And now he is going to go after his daughter. 

Kopfrkingl is told that he is being put in charge of a gas furnace of the future.   And all this is top secret.  Kopfrkingl says:  "What a tremendous opportunity."  He starts describing a set-up for the mass cremation of thousands of people.  Cremation will set free the souls of the Jews and other unfortunates. 

And now its time to take Zina on a tour of the Temple of Death.  And with them is the straight-haired brunette.  Zina starts feeling a little sick in the casket room.  Dad opens a casket with a corpse already in it.  It's a male.  Kopfrkingl says that wouldn't be appropriate for his daughter, so he opens a casket holding the corpse of a female piano teacher.  He will stuff his daughter in the casket with the teacher.

Kopfrkingl picks up the metal bar.  He starts to come after his daughter, but Zina starts running.  She runs around the caskets always staying away from the reach of the metal bar.  Now Kopfrkingl imagines he is talking to his Tibetan half, who tells him that they must go now.  Zina sneaks around her father and runs of out of the Temple of Death.

They go outside the Temple of Death and he is grabbed by a Gestapo man.  He tells Kopfrkingl not to worry about his daughter not being saved yet.  The Gestapo will take care of her.  He goes on to tell Kopfrkingl:  "You've work to do, Mr. Kopfrkingl.  Lots of work.  For the nation.  For mankind."

Kopfrkingl gets in the Gestapo car and thinks:  "No one will suffer.  I'll save them all."  The car starts heading away from the Temple.  The straight-haired brunette runs after the car.  Kopfrkingl repeats:  "I'll save them all.  The whole world."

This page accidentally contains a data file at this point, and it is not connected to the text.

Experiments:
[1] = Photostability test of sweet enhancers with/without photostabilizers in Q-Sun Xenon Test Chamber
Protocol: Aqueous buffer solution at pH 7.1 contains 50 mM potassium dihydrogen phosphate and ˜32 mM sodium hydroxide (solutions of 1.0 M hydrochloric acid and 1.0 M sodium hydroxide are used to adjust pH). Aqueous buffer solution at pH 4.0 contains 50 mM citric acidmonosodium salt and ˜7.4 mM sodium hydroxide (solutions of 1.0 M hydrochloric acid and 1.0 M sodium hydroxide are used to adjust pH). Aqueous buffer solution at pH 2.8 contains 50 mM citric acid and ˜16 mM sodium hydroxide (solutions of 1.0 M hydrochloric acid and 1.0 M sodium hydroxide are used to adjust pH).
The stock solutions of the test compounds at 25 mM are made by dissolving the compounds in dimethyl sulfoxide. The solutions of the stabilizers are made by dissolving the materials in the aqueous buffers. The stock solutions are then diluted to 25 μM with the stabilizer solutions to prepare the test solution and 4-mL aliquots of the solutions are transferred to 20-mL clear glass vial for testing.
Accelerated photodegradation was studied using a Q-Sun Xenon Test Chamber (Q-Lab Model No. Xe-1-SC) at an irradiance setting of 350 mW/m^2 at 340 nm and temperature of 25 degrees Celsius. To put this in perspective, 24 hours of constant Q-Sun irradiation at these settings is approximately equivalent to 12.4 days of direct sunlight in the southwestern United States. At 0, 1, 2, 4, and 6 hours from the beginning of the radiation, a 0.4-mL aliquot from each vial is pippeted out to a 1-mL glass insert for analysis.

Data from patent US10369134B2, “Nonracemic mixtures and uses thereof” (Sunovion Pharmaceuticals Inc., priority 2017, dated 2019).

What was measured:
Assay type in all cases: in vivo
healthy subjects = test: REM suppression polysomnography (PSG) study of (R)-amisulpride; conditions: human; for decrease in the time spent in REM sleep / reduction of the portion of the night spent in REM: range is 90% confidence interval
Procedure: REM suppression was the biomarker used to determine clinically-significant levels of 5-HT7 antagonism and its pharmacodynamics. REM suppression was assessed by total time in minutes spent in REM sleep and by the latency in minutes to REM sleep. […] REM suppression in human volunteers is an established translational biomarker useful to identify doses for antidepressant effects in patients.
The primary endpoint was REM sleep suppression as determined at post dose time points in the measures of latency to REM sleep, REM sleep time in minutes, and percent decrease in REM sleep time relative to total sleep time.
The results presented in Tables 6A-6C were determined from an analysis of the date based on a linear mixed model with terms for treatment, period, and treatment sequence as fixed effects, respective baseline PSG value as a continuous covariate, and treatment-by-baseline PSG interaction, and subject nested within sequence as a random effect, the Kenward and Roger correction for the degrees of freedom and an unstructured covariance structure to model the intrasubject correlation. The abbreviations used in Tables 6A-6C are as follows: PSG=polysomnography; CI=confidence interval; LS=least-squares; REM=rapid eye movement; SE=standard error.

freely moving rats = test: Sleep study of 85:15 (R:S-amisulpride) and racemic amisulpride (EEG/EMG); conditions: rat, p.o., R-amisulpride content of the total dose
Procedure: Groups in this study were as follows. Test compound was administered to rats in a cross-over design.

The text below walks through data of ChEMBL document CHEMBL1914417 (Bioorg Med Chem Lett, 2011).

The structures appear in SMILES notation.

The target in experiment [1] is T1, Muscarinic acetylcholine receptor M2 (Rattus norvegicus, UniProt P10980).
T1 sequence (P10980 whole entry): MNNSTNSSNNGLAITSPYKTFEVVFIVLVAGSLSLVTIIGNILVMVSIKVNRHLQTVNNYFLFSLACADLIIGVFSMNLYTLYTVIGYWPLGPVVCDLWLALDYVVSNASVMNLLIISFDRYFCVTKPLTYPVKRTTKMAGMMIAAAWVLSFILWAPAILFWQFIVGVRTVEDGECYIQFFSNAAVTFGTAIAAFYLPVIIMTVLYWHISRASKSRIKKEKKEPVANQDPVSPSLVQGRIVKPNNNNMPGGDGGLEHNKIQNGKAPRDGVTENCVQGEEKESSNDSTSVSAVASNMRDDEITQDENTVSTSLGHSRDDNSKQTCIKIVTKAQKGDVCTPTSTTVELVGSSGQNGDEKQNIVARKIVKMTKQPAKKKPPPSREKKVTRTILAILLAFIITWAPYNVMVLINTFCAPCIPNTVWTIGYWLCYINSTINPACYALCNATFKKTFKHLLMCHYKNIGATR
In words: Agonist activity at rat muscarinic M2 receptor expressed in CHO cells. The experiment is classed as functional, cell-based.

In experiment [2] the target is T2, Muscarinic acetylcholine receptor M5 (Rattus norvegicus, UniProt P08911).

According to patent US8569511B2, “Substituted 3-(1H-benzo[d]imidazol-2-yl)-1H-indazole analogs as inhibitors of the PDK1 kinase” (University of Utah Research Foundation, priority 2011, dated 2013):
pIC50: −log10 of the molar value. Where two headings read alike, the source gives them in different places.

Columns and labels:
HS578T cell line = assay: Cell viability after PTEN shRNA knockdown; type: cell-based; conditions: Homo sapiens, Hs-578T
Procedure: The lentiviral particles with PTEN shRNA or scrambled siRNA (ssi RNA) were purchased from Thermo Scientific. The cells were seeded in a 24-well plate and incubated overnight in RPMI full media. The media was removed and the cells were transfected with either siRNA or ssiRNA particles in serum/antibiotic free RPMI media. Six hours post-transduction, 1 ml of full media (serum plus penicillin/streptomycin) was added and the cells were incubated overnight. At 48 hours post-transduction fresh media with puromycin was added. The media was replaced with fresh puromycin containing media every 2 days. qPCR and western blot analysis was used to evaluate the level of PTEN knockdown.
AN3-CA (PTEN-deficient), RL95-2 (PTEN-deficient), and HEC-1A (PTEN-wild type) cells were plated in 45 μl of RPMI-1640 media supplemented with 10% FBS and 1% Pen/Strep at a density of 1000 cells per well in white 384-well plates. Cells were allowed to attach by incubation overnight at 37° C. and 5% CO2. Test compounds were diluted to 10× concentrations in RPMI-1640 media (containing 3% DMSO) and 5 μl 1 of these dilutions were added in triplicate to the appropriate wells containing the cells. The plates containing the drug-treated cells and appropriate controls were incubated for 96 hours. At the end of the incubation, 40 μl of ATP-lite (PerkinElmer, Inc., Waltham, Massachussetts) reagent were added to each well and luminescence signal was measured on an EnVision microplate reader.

This film has a grisly basis.  It's partly a black comedy, if not a horror film.  A cremator in Czechoslovakia really enjoys his job.  In fact, the fellow is a bit strange in the head.  He even has a whole philosophy of why he is helping people by cremating them and releasing their souls to be reincarnated.   He has a book on Tibet that stresses reincarnation that the cremator uses like the Bible. 

Entering the story are the devils of the Nazis and German fascism.  His former army buddy, who is a fascist, comes to him speaking so glowingly about what the Germans are doing for the betterment of the whole of Europe and of the world.  He puts a lot of ideas in the cremator's head and the cremator starts gradually adopting the Nazi ideals and ideas.  And the cremator suddenly goes from being "strange" to becoming a Nazi "monster".

The cremator becomes dangerous to others, including his own family, through his own actions and through his reports to the Gestapo. 

The film has a rather cynical ending that is a bit surprising, but should have been anticipated. 

Rudolf Hrusínský (as Kopfrkingl) was very good as the Nazi monster.  The rest of the cast were more of an ensemble. 

I enjoyed the film and it was probably correctly grisly enough in proportion to the evils of fascism. 

Patrick Louis Cooney, Ph. D.